Now, if I stop a little more to think about the question, I could also say that if there is a lot of manipulation in photography, it is not the same to show an interior space with a 17mm lens as with a 24mm or a 35mm. When there is a client or commission, the client asks and demands things that are not entirely ethical, such as using a specific lens to make the space look bigger than it is or erasing and altering things that were not resolved in the design process. Oftentimes we, the photographers, are the ones who get to fix those details. For our part, we don't agree with this practice; in fact, either we try to avoid it or we don't do it at all. We are not experts in apps or software, so we try to be as pure as possible while shooting and setting up the camera on location, and avoid spending too much time in the studio. It's better to spend more time on the field than indoors working on a computer.

VD: Do you remember your first shot? What was it?

PC: My first shot! Wow! The first one was during my childhood. I grew up among cameras, with my father who was an engineer and recorded all his works on film and photos. This is when the experimentation and obsession for observation and patience began, waiting for the right moment. My first shot when I was older, when I worked from the unconscious, was at Le Corbusier's Curutchet House in La Plata, Argentina. That was the first project that I photographed and filmed, not knowing that it would be the first of many. The most beautiful thing is that I did it without any expectations, just because I felt it at that moment. When the photographer and the work merge, the soul of the project appears, thus revealing what others fail to see.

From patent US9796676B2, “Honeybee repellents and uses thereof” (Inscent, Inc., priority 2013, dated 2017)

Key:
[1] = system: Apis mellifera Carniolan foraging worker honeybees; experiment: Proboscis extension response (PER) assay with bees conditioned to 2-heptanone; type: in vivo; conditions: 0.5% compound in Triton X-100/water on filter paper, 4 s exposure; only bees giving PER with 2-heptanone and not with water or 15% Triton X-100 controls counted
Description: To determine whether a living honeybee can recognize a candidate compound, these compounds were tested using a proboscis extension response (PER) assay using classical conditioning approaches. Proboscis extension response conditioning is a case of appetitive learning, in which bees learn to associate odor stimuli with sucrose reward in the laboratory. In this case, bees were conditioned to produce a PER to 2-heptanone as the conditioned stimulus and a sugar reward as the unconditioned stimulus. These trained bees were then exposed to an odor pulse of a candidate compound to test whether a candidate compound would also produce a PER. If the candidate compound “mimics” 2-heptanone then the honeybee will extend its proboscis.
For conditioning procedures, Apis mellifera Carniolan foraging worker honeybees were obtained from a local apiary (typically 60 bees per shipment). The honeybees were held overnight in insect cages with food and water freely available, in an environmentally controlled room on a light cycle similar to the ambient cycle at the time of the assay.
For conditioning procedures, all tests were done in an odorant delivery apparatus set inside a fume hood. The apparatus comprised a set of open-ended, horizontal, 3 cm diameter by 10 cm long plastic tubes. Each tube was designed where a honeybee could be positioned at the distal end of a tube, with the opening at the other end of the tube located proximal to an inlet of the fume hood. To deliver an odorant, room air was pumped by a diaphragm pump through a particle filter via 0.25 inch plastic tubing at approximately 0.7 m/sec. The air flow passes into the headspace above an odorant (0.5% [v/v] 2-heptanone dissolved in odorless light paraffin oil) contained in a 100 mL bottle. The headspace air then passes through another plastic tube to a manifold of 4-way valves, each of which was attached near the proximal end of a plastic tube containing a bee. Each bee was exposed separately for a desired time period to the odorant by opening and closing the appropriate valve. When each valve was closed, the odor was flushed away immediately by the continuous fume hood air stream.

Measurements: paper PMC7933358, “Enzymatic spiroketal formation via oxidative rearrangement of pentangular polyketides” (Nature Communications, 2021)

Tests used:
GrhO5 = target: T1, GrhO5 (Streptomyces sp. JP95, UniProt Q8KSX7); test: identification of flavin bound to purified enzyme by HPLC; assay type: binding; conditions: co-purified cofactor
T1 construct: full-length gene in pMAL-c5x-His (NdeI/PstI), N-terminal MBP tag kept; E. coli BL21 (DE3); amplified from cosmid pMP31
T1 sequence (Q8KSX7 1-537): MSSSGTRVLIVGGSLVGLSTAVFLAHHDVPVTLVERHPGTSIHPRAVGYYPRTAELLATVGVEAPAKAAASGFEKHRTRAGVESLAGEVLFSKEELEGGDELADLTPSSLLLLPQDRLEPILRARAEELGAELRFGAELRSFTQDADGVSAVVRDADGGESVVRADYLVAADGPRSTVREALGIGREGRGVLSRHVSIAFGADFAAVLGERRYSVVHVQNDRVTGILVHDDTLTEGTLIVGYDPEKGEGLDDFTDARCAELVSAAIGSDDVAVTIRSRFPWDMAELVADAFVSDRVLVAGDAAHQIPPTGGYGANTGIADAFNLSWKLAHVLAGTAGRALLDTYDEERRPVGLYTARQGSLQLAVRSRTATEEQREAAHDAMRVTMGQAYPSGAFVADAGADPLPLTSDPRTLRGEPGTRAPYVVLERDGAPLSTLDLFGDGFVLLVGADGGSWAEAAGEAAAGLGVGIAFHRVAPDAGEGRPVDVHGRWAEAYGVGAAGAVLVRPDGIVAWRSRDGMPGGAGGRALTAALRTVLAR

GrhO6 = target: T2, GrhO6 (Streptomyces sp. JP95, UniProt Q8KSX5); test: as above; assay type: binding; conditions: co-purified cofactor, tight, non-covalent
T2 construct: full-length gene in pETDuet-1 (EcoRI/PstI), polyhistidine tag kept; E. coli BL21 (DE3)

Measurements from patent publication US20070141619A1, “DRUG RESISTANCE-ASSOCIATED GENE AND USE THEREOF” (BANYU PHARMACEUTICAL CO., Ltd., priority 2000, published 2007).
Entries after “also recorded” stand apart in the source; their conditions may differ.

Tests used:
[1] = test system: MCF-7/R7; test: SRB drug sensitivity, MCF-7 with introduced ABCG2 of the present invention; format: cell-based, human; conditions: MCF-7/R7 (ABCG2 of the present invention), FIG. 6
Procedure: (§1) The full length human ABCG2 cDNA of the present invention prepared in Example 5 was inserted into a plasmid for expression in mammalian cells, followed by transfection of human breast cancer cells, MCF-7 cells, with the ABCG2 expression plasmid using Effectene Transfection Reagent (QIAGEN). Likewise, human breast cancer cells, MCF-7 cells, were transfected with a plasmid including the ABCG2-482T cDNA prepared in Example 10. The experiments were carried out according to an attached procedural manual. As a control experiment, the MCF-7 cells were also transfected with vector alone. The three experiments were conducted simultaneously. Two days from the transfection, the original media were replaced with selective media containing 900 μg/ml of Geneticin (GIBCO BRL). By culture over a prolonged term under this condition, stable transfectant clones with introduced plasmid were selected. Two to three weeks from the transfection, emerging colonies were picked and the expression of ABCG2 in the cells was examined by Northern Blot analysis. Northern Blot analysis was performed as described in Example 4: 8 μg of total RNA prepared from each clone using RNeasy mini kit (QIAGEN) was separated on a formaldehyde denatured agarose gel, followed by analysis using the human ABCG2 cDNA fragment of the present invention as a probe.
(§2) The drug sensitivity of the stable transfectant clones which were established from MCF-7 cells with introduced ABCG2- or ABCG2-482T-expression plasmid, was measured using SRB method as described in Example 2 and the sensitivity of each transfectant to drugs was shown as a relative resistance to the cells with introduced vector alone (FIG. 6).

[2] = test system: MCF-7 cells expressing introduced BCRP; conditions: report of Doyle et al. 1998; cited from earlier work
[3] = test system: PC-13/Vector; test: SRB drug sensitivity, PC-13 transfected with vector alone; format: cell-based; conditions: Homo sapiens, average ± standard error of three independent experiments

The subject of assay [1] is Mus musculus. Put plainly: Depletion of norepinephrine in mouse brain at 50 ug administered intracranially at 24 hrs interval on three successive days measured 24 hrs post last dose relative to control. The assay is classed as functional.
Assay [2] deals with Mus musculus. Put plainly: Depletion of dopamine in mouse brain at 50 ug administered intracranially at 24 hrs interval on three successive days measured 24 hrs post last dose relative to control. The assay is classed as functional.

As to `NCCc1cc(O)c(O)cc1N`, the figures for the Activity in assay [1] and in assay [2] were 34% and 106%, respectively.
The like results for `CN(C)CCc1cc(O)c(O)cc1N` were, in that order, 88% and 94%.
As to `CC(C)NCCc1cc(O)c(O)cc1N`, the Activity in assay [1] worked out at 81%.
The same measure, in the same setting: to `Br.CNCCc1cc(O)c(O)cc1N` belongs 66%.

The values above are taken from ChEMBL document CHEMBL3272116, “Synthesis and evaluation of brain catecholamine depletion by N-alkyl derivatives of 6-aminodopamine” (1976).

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© Pablo Casals Aguirre

VD: What are the key elements for a great architectural shot?

PC: A piece should always be documented and not considered as a possibility. The first thing is to know and understand the territory or place where it is located: the path of the sun, the period of the year in which the session will take place, etc. On the other hand, if it is a commissioned work, it is important to know what that commission is and to know how to respond to it. From my particular experience, I have always believed that I am more than a photographer, that I am an interpreter or a mediator.

Without a commission though, I have a different approach to work. To make a good architectural image, it is quite unnecessary to have high-end equipment or the best technology. What is needed is practice and knowing that the gaze is built every day and every moment. Although we can not deny that with a good camera you can take a photo with better resolution and print it in larger formats, but today, smartphones allow everyone to experiment with being a photographer and make beautiful images. Today, the issue is not that, it is what to do with it.